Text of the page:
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HT Kala Ghoda Arts Festival: A heritage walk brings poems and history to life

The trail, packed to its capacity of 70 people, headed from the David Sassoon library towards Rhythm House and the Knesset Eliyahoo synagogue

mumbai Updated: Feb 13, 2017 10:50 IST
Soma Das
Participants watch actors during the HT Kala Ghoda Arts Festival heritage walk on Sunday.
Participants watch actors during the HT Kala Ghoda Arts Festival heritage walk on Sunday.(Kunal Patil/T)

A unique heritage walk on Sunday saw six performers enact poems from Arun Kolatkar’s Kala Ghoda series. The event, called Poetry in Motion, was organised as part of the Fox Life heritage walks section of the HT Kala Ghoda Arts Festival.

The first character to make an appearance was Pi-dog, the all-seeing dog who claims to be a descendant of imported British foxhounds. Another was David Sassoon, the philanthropist and trader, who narrated his journey from Baghdad to Bombay.

The walk also featured poet Nissim Ezekiel narrating his attachment to the city. Performance poet Eloise Stevens led the cast, bringing to life characters ranging from a masseuse to an idli seller.

The trail, packed to its capacity of 70 people, headed from the David Sassoon library towards Rhythm House and the Knesset Eliyahoo synagogue. Along the way, Pi-dog spoke about the history of Wayside Inn, an erstwhile haunt of city poets and intellectuals.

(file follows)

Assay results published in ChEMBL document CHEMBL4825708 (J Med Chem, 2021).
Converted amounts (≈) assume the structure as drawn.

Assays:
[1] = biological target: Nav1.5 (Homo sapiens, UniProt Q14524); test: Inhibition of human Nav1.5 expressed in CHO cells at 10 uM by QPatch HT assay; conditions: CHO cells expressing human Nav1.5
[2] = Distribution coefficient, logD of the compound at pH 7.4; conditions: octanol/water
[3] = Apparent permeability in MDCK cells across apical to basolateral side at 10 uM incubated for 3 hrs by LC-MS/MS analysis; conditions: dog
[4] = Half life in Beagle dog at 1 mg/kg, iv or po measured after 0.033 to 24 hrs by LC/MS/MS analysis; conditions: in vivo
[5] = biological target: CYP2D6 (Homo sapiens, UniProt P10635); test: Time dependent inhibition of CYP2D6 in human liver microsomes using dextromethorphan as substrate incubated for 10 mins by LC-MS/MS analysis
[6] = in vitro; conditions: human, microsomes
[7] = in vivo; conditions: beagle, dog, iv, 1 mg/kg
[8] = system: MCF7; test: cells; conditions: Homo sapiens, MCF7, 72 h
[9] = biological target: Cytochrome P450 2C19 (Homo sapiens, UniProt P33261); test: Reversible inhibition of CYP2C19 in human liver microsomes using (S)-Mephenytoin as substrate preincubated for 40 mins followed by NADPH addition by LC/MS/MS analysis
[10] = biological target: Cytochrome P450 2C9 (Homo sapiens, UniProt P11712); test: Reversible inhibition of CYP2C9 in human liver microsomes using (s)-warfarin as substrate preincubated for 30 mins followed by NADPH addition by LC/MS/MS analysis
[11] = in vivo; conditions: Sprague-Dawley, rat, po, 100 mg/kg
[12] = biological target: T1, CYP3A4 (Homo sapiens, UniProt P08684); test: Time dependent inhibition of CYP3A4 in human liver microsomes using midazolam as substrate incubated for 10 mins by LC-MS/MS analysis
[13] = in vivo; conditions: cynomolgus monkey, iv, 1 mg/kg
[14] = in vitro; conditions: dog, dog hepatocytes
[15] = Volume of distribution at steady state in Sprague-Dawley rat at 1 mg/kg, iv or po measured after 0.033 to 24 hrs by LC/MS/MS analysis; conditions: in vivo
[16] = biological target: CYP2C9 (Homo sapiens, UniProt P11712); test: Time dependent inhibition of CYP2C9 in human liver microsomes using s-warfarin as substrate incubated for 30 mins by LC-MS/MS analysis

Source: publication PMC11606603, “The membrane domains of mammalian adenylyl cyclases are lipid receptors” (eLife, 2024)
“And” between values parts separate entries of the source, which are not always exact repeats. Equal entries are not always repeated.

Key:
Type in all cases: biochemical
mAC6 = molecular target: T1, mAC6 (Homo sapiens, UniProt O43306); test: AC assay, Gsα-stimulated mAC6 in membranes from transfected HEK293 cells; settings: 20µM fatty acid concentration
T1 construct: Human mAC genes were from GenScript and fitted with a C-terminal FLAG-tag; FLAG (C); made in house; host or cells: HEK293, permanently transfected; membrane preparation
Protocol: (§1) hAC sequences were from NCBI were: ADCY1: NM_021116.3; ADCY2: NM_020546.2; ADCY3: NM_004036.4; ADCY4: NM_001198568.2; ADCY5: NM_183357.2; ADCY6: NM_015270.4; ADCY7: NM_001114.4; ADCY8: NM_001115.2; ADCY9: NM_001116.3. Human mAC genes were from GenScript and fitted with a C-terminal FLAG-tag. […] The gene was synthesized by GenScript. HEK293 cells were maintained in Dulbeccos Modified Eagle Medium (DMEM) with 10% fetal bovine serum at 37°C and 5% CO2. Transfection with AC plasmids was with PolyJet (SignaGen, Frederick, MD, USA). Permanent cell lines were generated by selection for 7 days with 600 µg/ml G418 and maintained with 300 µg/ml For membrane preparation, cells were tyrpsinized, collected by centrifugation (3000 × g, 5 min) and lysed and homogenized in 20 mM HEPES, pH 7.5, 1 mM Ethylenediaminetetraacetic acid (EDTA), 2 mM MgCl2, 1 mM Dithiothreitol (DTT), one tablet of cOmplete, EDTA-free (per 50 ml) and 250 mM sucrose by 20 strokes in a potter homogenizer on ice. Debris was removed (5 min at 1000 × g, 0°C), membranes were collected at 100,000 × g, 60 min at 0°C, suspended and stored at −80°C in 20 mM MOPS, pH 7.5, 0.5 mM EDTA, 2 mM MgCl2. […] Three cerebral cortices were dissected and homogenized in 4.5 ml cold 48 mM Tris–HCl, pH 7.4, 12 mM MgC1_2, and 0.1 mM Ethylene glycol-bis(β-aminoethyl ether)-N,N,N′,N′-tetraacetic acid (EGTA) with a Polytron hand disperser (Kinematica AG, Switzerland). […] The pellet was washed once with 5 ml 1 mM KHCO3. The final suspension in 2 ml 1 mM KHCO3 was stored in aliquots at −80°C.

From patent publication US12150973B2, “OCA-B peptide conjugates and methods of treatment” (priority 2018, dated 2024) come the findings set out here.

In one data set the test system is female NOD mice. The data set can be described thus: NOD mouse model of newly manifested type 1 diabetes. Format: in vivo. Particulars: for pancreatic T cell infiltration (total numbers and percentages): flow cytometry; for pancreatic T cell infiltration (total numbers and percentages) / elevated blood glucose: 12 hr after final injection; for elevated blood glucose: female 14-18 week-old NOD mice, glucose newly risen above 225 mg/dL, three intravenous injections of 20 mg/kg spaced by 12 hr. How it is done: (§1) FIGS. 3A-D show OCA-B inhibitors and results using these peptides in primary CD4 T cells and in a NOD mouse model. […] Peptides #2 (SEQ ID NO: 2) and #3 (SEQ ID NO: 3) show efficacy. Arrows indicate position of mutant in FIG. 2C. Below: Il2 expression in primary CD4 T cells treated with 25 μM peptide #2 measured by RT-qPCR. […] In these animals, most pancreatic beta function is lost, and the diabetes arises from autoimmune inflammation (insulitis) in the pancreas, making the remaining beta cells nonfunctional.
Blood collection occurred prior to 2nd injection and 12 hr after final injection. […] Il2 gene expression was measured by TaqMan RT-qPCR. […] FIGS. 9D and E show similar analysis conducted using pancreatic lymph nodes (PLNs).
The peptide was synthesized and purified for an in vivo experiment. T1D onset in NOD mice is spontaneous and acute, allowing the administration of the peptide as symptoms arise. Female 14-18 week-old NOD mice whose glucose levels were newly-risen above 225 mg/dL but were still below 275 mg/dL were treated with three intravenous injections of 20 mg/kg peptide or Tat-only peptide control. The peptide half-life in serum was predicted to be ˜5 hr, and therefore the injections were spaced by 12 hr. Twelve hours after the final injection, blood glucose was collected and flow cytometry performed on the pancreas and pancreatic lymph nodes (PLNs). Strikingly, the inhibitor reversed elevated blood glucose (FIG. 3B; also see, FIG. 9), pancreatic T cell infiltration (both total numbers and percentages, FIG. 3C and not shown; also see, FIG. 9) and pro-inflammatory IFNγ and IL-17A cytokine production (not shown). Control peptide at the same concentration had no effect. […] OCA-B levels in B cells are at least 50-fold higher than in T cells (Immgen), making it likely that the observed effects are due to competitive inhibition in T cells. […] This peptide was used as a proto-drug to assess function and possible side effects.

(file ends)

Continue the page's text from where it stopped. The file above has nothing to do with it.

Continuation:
The walk was conceptualised by Kruti Garg, curator of heritage walks section. “The idea was to depict history through characters who make the precinct come alive,” Garg said. “The myriad characters offer several perspectives to help the audience experience history in an innovative way.” She added that since this was the festival’s final walk, she thought it would be a fitting way to round things up.

Stevens, who moved to Mumbai from the UK a year ago, said she had been fascinated by Kolatkar’s poems for a while and decided to experiment with the form. “I thought of walking to the places evoked in his poems and helping the audience visualise the characters. It required a lot of improvisation as the walk and performances were held at public places,” said Stevens. She adding that it took three months of rehearsals to get the act right.

Ajuna Sharawat, 32, an entrepreneur from Colaba attended three heritage walks this year, but found this one the quirkiest. “The walks transport to you to a different era. This one was entertaining. While the other walks focused on theoretical aspects of history, this walk enabled people to experience it.”

Dr Vijaylakshmi Mathrudev, 43, a GP from Vile Parle, liked the format too. “There was a lot of attention to detail and the characters were well-etched,” she said.

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